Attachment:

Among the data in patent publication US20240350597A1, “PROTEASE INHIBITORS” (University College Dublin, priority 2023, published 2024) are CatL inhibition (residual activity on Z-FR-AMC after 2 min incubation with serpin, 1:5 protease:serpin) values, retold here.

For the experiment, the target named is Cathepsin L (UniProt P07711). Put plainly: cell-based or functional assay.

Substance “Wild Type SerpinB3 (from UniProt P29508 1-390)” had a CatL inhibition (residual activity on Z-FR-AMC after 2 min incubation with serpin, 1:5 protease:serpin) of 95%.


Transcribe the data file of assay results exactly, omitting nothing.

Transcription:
Among the data in patent publication US20240350597A1, “PROTEASE INHIBITORS” (University College Dublin, priority 2023, published 2024) are CatL inhibition (residual activity on Z-FR-AMC after 2 min incubation with serpin, 1:5 protease:serpin) values, retold here.

For the experiment, the target named is Cathepsin L (UniProt P07711). Put plainly: cell-based or functional assay.

Substance “Wild Type SerpinB3 (from UniProt P29508 1-390)” had a CatL inhibition (residual activity on Z-FR-AMC after 2 min incubation with serpin, 1:5 protease:serpin) of 95%.